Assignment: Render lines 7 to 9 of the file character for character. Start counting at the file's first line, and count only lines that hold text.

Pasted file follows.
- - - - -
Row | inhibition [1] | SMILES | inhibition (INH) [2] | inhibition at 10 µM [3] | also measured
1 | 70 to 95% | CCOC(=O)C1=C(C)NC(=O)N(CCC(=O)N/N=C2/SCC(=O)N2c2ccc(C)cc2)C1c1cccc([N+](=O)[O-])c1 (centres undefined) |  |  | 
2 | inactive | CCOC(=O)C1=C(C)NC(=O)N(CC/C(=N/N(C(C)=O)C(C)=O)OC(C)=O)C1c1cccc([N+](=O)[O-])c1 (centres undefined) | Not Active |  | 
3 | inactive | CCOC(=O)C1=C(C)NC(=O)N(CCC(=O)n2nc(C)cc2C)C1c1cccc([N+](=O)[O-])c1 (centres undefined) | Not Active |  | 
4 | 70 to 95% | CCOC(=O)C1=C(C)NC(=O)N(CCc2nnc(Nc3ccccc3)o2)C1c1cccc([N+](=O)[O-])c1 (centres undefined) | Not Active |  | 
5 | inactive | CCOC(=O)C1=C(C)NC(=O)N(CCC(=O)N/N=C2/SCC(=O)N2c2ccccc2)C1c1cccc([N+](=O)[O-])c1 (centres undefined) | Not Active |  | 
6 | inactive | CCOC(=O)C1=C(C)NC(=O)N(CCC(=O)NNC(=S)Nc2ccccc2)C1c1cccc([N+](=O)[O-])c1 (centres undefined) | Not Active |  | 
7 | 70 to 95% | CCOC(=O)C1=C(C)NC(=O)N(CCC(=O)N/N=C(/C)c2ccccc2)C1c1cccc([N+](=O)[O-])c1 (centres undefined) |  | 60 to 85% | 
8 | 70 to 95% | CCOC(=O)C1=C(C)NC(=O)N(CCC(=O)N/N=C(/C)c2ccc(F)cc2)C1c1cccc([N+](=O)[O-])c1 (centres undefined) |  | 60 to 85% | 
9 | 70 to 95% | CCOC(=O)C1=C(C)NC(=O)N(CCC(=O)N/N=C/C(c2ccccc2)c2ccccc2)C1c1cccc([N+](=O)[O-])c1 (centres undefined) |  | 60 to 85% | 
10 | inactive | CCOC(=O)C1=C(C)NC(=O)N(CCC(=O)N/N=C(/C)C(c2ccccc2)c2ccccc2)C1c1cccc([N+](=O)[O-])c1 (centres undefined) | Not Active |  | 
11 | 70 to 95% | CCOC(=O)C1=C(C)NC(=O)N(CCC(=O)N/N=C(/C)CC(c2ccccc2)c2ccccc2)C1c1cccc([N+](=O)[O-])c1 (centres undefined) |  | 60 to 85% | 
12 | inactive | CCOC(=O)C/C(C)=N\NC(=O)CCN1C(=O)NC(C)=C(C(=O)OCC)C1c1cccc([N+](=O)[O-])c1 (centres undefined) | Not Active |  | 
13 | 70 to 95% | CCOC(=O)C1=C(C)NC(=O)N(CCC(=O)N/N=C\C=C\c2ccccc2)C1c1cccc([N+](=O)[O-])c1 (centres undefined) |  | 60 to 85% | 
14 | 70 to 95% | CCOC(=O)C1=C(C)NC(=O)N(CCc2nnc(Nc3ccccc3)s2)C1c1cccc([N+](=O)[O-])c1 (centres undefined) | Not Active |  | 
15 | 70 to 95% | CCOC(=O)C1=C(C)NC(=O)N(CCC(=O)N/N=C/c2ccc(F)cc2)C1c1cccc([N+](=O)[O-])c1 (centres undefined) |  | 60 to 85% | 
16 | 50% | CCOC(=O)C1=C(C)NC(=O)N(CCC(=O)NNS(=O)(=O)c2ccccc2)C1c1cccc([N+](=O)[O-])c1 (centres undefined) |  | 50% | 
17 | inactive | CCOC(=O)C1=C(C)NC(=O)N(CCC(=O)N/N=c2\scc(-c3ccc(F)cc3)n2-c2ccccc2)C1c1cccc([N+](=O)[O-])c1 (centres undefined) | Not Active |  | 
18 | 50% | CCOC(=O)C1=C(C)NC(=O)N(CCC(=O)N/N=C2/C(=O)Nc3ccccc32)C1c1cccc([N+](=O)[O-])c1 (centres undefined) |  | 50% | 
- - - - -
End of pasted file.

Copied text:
6 | inactive | CCOC(=O)C1=C(C)NC(=O)N(CCC(=O)NNC(=S)Nc2ccccc2)C1c1cccc([N+](=O)[O-])c1 (centres undefined) | Not Active |  | 
7 | 70 to 95% | CCOC(=O)C1=C(C)NC(=O)N(CCC(=O)N/N=C(/C)c2ccccc2)C1c1cccc([N+](=O)[O-])c1 (centres undefined) |  | 60 to 85% | 
8 | 70 to 95% | CCOC(=O)C1=C(C)NC(=O)N(CCC(=O)N/N=C(/C)c2ccc(F)cc2)C1c1cccc([N+](=O)[O-])c1 (centres undefined) |  | 60 to 85% | 